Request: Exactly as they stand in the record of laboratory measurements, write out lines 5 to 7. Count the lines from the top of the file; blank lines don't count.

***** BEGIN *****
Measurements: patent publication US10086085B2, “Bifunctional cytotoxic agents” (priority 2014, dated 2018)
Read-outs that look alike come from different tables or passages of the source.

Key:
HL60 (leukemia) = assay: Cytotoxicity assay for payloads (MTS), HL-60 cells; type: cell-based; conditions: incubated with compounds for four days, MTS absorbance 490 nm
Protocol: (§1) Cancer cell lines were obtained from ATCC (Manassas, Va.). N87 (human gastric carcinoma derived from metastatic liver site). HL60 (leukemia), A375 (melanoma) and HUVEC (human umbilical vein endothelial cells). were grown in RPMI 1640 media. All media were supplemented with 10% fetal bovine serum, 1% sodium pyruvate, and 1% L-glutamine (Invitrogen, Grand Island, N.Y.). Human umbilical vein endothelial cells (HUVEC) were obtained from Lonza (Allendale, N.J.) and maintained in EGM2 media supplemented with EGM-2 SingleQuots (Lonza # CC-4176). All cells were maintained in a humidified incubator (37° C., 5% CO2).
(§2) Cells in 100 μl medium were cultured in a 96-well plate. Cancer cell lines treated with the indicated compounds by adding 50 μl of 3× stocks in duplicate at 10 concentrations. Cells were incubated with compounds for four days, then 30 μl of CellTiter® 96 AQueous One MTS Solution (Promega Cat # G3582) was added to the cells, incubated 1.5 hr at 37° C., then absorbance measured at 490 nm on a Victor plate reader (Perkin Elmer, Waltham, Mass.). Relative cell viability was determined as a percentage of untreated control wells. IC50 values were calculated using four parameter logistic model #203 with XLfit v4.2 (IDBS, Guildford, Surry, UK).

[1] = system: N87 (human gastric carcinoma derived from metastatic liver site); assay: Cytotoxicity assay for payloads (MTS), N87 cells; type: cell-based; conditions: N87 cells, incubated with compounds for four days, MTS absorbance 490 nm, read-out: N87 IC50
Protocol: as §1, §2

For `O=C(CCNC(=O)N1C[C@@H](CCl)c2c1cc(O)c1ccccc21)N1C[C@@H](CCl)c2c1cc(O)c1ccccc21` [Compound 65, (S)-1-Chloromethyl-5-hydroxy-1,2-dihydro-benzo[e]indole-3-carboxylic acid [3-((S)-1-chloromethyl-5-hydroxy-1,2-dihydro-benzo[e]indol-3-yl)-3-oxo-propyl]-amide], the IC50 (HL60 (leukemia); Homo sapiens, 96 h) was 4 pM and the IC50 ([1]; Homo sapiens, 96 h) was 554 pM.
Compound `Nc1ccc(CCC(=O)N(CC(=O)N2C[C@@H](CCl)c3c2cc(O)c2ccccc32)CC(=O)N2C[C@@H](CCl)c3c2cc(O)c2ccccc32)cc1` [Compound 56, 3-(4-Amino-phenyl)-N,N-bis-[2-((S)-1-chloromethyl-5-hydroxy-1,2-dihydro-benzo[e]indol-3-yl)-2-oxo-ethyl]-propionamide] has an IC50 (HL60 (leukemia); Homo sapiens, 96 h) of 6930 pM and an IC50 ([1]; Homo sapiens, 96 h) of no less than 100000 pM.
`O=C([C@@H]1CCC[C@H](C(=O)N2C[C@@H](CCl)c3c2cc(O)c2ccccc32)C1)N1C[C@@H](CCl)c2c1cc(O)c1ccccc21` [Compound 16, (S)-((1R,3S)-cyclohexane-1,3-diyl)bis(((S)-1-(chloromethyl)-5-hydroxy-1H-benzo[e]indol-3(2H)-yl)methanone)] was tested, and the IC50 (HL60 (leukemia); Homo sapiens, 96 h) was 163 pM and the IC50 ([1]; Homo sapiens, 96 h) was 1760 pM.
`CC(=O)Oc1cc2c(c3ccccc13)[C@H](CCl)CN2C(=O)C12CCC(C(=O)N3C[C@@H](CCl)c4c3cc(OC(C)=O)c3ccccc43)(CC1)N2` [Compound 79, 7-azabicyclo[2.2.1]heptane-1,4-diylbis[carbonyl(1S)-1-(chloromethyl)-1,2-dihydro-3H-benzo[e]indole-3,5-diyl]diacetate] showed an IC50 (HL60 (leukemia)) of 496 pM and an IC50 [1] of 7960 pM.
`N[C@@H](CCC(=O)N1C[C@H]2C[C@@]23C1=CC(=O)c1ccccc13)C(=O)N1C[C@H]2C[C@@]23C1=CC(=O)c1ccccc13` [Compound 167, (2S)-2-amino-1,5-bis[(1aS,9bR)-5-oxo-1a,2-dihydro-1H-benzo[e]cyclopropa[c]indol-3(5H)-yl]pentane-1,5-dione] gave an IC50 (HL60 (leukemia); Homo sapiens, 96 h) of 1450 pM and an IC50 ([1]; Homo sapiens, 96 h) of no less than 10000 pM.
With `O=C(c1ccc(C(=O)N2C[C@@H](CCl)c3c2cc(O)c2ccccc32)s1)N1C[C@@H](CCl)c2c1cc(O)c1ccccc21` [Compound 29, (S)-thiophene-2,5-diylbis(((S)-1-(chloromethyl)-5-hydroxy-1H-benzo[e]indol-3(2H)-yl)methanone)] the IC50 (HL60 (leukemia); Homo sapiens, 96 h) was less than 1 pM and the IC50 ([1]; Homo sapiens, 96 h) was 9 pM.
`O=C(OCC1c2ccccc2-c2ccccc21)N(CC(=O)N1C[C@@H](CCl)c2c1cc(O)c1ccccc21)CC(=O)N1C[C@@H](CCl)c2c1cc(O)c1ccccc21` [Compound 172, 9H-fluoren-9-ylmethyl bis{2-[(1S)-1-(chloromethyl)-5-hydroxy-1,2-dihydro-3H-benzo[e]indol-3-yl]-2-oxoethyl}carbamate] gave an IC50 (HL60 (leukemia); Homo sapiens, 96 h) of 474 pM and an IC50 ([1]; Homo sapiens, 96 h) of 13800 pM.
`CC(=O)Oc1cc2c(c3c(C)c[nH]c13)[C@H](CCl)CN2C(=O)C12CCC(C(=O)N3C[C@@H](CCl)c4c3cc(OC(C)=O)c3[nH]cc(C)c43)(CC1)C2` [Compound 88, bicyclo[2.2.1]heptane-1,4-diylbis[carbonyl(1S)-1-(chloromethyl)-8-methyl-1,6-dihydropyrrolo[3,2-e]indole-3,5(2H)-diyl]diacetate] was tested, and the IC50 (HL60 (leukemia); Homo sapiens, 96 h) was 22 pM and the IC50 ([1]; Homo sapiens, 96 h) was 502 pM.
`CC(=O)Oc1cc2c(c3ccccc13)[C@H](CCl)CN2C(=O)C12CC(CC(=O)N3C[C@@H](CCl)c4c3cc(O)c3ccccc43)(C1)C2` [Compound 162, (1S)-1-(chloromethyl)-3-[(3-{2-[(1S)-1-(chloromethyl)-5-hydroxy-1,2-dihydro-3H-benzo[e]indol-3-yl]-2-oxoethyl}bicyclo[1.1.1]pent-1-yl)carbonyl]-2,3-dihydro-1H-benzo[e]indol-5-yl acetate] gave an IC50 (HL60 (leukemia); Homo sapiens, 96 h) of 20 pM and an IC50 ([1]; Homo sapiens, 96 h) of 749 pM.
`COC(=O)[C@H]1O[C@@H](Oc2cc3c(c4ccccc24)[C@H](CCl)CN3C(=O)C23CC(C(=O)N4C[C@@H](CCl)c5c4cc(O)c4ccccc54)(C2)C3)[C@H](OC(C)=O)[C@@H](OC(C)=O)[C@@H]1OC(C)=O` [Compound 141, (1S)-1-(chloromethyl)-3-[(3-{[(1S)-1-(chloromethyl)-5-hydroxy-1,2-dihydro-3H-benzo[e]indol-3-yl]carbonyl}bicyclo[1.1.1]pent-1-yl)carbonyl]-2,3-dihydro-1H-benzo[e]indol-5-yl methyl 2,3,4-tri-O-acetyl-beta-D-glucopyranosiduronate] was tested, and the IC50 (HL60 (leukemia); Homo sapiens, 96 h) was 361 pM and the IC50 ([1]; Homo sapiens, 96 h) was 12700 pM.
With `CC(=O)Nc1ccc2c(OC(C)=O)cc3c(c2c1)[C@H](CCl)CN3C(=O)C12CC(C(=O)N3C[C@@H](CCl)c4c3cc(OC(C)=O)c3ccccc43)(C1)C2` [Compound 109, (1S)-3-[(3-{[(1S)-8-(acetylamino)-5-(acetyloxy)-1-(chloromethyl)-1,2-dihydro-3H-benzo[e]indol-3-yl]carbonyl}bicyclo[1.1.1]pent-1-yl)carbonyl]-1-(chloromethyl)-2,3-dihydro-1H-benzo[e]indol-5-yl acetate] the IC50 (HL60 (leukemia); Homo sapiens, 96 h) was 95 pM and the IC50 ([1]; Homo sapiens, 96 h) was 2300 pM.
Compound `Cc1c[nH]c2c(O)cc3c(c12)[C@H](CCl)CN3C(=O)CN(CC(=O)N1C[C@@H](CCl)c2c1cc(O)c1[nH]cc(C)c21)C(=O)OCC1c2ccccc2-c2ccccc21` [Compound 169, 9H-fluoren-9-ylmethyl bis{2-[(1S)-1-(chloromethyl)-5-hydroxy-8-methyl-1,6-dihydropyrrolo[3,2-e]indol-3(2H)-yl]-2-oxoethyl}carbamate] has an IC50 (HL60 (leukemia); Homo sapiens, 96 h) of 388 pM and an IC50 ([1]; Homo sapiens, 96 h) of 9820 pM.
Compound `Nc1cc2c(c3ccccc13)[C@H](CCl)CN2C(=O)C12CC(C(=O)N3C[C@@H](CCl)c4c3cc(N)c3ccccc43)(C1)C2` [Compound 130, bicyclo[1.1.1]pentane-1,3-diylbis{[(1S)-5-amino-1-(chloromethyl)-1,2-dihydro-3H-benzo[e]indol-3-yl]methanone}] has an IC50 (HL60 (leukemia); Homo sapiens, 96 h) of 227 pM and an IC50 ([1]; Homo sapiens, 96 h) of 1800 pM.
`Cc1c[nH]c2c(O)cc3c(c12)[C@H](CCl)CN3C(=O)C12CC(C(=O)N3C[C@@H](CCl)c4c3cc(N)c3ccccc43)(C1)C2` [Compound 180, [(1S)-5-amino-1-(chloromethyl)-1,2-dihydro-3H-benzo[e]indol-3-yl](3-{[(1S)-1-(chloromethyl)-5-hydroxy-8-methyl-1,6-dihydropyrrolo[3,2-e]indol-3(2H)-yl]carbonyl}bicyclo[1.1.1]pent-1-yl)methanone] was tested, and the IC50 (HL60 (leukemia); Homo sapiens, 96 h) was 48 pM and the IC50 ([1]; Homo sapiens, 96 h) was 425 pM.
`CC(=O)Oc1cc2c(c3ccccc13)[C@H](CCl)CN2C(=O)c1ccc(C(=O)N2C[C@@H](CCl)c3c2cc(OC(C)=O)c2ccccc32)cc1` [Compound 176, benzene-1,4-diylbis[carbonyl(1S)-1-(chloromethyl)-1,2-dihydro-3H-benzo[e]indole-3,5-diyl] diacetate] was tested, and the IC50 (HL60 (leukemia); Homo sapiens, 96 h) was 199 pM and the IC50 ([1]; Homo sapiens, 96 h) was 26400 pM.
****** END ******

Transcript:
Protocol: (§1) Cancer cell lines were obtained from ATCC (Manassas, Va.). N87 (human gastric carcinoma derived from metastatic liver site). HL60 (leukemia), A375 (melanoma) and HUVEC (human umbilical vein endothelial cells). were grown in RPMI 1640 media. All media were supplemented with 10% fetal bovine serum, 1% sodium pyruvate, and 1% L-glutamine (Invitrogen, Grand Island, N.Y.). Human umbilical vein endothelial cells (HUVEC) were obtained from Lonza (Allendale, N.J.) and maintained in EGM2 media supplemented with EGM-2 SingleQuots (Lonza # CC-4176). All cells were maintained in a humidified incubator (37° C., 5% CO2).
(§2) Cells in 100 μl medium were cultured in a 96-well plate. Cancer cell lines treated with the indicated compounds by adding 50 μl of 3× stocks in duplicate at 10 concentrations. Cells were incubated with compounds for four days, then 30 μl of CellTiter® 96 AQueous One MTS Solution (Promega Cat # G3582) was added to the cells, incubated 1.5 hr at 37° C., then absorbance measured at 490 nm on a Victor plate reader (Perkin Elmer, Waltham, Mass.). Relative cell viability was determined as a percentage of untreated control wells. IC50 values were calculated using four parameter logistic model #203 with XLfit v4.2 (IDBS, Guildford, Surry, UK).

[1] = system: N87 (human gastric carcinoma derived from metastatic liver site); assay: Cytotoxicity assay for payloads (MTS), N87 cells; type: cell-based; conditions: N87 cells, incubated with compounds for four days, MTS absorbance 490 nm, read-out: N87 IC50